IRELAND - BlackRock and State Street Global Advisors (SSgA) could lose significantly, with the National Pension Reserve Fund (NPRF) expected to re-assess its investment strategy after the announcement it would support Ireland's bailout with a €10bn payment.
Martin Haugh, partner at LCP Ireland, said the National Treasury Management Agency (NTMA) - which supervises all mandates, manages the fund's cash and acts as transition manager - would look to withdraw from some asset classes.
"They may look to get out of some assets they feel are underperforming," he said.
"I'd be surprised if they cut everything off the top, just because, by having to invest the €10bn, effectively, they are going to be changing the whole logic behind the fund."
Haugh said he suspected a full review of investments would be conducted, but conceded that the "quick solution" would be to shave off all of the mandates.
"I'm not too sure if whether or not the whole nature of the fund will change, given the level of exposure to both Ireland and the banks, whether they will look to change the mandates for the remaining €7bn," he said.
If the NPRF were to keep its current asset allocation in place, instead only cutting mandates down in size, the biggest losses would likely be incurred by BlackRock.
At the end of last year, the asset manager was responsible for four mandates, ranging from large-cap equity in the euro-zone, North America and Japan, as well as a small-cap equity mandate, again targeting the North American continent.
While all four mandates were passive, their total value was in excess of €3bn, a figure that will have increased after the 6% returns posted by the discretionary portfolio in the first nine months of 2010.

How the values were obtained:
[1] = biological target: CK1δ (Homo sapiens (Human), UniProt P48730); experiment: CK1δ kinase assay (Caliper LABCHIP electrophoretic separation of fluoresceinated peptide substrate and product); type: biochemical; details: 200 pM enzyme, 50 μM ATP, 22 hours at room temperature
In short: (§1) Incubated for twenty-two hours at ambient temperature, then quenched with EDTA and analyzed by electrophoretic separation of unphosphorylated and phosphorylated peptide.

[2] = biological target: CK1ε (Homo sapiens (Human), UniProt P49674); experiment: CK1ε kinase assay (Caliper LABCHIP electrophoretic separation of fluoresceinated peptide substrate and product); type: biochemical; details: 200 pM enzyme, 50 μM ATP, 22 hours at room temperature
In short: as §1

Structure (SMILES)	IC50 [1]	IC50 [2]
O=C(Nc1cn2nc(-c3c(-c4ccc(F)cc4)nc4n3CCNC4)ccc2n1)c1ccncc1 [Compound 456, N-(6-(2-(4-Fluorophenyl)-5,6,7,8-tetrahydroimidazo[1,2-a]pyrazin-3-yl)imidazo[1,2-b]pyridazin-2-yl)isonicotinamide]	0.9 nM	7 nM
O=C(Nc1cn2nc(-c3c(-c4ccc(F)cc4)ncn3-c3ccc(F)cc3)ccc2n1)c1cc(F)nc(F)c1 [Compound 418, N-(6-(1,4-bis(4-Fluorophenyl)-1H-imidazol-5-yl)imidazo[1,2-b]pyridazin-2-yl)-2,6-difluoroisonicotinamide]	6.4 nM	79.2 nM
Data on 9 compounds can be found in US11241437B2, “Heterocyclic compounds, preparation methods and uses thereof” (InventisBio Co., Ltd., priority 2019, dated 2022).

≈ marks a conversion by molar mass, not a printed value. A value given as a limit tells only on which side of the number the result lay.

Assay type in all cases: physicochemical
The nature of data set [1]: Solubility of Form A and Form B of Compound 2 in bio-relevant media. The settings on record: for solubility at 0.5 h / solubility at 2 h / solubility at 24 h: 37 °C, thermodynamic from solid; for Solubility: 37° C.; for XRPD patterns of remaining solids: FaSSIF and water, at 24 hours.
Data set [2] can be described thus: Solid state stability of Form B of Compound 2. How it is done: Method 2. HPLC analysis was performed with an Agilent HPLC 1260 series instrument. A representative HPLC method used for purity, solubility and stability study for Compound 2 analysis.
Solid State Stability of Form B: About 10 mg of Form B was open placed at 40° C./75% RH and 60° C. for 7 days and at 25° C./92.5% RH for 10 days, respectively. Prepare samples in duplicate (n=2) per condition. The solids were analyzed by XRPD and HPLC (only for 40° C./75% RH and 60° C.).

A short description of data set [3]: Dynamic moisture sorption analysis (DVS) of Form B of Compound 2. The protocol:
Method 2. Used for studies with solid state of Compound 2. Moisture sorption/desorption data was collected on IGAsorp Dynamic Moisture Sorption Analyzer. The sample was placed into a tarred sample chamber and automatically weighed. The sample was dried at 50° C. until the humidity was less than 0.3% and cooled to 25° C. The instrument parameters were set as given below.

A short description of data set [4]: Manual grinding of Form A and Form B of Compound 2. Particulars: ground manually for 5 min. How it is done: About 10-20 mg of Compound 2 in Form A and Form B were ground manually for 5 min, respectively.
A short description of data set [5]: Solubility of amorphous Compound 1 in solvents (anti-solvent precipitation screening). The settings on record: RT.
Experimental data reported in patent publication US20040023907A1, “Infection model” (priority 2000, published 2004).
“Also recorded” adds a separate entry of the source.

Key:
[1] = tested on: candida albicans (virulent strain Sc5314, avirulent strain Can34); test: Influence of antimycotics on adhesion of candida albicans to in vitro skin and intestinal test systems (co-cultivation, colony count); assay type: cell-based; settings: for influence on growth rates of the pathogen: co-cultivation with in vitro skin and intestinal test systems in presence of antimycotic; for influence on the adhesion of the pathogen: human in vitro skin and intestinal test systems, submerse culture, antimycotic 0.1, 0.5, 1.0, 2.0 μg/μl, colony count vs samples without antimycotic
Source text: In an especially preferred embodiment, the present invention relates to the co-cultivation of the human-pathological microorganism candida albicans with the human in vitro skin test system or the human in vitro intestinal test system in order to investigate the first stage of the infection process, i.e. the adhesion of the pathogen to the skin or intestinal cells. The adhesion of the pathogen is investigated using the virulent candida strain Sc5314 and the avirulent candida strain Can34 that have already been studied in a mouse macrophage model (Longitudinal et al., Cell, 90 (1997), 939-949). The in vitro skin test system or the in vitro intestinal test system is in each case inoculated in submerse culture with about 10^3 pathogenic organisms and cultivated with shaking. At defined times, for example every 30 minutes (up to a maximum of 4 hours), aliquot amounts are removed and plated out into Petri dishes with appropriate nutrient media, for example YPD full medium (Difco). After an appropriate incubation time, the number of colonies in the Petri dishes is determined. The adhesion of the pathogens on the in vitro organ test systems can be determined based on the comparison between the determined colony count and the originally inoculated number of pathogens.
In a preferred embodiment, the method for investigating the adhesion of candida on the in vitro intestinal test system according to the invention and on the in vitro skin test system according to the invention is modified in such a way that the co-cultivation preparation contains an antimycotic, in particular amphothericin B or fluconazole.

Additionally, the largest single external mandate is held by SSgA and Bank of Ireland Asset Management, which were recently bought out by SSgA in a €57m deal to form State Street Global Advisors Ireland.
The company holds four mandates totaling €2.3bn, with around 80% of assets in a euro-zone equity mandate.
A further €350m were invested in European countries outside the European single currency, with a smaller combined exposure of €67m to property in the UK and North America.
However, the NTMA held €2.7bn in cash at the end of 2009, a sum that increased to more than €4bn by September of this year.
That alone would meet more than 40% of required assets, and if taken into account, would significantly reduce the impact of drawing down the NPRF's assets 15 years ahead of schedule.
When asked for comment, the NTMA only confirmed figures reported yesterday that said the reserve fund would be required to contribute between €9bn and €10bn toward the European Union bailout.